Wisconsin 20, Miami (FL) 14: Statistics and discussion

5 Sacks: O'Brien Schofield had three sacks and a forced fumble while exhibiting his pass rush skills against an overmatched Miami line. On top of the raw physical talent that makes him one of the nation's premier defensive ends, his motor never stops running. Witness his second sack of the ballgame - chipped outside by a running back, Schofield pivots and quickly turns back inside to, surprise, find the quarterback waiting unprotected. Oh, and if you haven't heard the JJ Watt story, it's pretty wild. Apparently he attended Central Michigan first as a 210 lb. tight end, left for Wisconsin, added 70 pounds along the way...and now makes a living terrorizing Big Ten opponents from his defensive line spot.

Wherein we celebrate the fact that the Big Ten probably won't got 1-6...

Wisconsin was bigger than Miami (duh). Wisconsin was FASTER than Miami (Wahh?).

Unsung heroes: The O-Line and tight end Lance Kendricks.

Miami's playcalling: I understand that you're a pass-first team, Miami, but I also understand that Wisconsin was getting to your quarterback with unabated ease. Roll Jacory Harris out, run a screen pass, throw a draw play in there, do something other than drop back and watch your OL get obliterated by the speed rushers. The unoriginality of Miami's offense was in stark contrast to the motion-heavy, always play-actioning Wisky O.

National disrespect of Wisconsin: Hilary and I discussed this last night when she mentioned that so few people had picked Wisconsin in our SBN Bowl Pick 'Em. Was it because we watched Wisconsin all year that we knew they featured a tremendously balanced offense and not some top heavy run attack? Or did people just assume Big Ten+slow+Florida opponent = LOSS?

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Bret Bielema, coaching master? No one will forget 2008, where Bielema did everything in his power to help Wisconsin blow close games and come unprepared to their Bowl matchup. This year, featuring a young defense, Bielema started a career bench player at quarterback. His defense flourished, never allowing a 100 yard rusher, and Tolzien's accuracy helped the offense hum right along. Last night, Bielema's solid decision making ability showed through on a crucial late-game decision. Up 17-7, the Badgers faced 4th and 1 on the Miami 11 yard line with 4 minutes to go. A touchdown seals the game, but a Miami stop makes it a touchdown/field goal margin. Trusting his defense (and logic, I believe), Bielema called timeout and sent out the dependable Phillip Welch for a chip shot FG. The kick was true, the score was 20-7, and his decision was the correct one. Miami scored quickly and recovered the onside kick - if the score was 17-14, Miami would have thrown higher percentage passes, only needing 30 yards to move into FG range. Instead Harris forced the ball into deep coverage, knowing the Canes had to drive 65 yards for a touchdown. Bret (in a major change from last year's D- coaching grade), we at TRE salute your decision making ability!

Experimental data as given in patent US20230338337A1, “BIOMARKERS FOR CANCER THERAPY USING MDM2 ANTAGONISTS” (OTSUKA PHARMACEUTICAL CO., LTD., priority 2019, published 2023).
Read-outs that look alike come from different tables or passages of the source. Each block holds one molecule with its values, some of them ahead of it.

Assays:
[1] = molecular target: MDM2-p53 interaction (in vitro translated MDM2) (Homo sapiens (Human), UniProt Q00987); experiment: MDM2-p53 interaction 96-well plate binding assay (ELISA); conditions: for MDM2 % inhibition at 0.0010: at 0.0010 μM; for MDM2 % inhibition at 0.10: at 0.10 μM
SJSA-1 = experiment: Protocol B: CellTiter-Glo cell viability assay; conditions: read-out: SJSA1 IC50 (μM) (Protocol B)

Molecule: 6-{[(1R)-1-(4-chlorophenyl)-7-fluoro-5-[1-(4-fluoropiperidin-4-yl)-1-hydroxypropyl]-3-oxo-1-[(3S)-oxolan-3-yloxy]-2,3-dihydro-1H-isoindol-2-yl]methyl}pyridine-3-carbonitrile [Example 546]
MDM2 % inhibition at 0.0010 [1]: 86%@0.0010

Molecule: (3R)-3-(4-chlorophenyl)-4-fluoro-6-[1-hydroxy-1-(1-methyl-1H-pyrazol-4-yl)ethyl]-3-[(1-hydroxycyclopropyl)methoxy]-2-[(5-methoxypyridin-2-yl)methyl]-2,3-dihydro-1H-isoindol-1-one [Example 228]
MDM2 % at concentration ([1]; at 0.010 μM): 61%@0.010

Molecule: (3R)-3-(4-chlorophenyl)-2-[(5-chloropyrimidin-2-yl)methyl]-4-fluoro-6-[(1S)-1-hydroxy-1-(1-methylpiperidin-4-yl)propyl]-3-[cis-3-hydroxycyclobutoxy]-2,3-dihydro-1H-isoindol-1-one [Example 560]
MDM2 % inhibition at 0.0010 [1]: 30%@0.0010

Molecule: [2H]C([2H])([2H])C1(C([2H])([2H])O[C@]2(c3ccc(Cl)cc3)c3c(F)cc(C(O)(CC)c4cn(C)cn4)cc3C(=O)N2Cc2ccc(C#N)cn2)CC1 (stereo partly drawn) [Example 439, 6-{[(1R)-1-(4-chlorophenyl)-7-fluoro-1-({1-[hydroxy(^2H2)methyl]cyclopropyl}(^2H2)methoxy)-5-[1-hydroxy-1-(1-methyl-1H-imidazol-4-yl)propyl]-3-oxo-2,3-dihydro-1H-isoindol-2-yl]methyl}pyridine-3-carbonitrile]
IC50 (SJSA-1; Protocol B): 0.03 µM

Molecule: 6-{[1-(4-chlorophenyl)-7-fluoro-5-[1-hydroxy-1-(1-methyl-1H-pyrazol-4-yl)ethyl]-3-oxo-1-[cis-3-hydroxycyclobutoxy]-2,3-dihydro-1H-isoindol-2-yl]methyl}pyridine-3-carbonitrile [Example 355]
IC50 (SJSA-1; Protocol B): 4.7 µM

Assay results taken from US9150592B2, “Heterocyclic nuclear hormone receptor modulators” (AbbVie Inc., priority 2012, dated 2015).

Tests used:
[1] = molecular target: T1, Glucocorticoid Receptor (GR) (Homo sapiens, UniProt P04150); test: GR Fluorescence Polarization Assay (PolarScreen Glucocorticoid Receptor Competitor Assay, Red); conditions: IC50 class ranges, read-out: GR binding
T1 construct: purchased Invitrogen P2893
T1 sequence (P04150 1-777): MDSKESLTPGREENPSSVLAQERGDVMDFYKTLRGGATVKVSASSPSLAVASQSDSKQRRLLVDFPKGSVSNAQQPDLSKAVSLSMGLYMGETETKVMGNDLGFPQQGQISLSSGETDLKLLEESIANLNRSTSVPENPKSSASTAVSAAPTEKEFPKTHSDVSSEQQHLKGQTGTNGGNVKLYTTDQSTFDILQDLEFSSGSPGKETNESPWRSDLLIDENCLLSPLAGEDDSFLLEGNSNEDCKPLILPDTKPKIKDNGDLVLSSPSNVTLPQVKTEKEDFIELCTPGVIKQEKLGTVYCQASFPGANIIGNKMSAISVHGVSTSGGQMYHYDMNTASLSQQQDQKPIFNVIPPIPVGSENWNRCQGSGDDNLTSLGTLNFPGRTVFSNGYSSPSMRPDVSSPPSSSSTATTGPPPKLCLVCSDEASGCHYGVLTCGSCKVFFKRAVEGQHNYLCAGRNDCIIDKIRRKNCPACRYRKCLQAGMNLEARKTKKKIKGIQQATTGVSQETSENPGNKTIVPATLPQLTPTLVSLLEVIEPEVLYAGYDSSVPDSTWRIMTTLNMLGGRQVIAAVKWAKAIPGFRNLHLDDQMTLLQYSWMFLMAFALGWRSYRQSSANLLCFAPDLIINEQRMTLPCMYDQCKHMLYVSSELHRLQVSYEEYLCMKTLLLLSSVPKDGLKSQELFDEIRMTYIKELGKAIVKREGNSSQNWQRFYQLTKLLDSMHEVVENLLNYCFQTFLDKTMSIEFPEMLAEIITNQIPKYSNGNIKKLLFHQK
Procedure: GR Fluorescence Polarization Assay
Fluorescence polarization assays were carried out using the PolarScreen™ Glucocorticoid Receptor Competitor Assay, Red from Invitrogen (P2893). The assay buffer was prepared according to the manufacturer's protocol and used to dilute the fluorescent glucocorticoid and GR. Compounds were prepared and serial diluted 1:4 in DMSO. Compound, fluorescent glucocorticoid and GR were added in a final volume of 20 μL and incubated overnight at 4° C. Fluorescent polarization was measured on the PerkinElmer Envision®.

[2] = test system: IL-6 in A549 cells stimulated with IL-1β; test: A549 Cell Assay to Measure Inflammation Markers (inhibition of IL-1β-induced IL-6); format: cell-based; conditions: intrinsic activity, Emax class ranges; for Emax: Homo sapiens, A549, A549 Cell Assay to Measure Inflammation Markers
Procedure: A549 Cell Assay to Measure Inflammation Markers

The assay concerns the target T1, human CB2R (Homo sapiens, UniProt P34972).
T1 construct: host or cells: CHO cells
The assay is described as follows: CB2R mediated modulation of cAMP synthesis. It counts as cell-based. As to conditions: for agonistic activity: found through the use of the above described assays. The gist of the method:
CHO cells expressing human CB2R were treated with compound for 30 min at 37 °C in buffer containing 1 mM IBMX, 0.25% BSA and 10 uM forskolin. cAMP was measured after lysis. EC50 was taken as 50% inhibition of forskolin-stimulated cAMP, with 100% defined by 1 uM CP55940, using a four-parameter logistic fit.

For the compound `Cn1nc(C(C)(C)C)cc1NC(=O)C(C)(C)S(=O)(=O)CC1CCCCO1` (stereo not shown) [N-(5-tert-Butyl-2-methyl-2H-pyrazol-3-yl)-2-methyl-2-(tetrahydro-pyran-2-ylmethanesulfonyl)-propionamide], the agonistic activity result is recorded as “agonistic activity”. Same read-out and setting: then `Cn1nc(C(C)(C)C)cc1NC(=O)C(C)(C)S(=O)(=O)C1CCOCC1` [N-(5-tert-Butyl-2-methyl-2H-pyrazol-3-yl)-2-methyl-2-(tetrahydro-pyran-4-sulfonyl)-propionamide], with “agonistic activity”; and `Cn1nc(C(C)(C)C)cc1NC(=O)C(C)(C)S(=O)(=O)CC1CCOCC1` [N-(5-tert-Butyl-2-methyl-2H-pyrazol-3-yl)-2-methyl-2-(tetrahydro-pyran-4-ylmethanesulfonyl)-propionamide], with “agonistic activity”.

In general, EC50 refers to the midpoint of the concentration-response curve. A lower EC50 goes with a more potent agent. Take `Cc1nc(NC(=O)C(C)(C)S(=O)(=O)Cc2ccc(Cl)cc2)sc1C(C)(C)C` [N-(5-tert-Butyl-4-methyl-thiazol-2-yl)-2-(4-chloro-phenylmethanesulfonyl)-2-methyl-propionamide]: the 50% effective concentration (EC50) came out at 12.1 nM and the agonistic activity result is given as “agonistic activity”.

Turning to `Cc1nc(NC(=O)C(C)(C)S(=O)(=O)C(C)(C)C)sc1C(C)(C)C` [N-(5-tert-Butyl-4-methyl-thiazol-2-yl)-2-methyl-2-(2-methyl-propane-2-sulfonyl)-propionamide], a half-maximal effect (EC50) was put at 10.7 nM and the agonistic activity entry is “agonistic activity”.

50 pounds: Wisconsin's always massive line outweighed the Canes DL's by 50 pounds on average. It showed too - the Badgers linemen created a nice wall for Tolzien to sit behind and pick apart the Miami pass defense. How heavenly it was to watch a big red shirt swallow up a smaller defensive end and toss him to the side!

Tip drill, tip drill! The Wisky receivers and tight ends made excellent catches all night. Though Kendricks (128 yards) will get his name in all the stories, John Clay had a diving catch and Garrett Graham shredded the middle of the field nicely.

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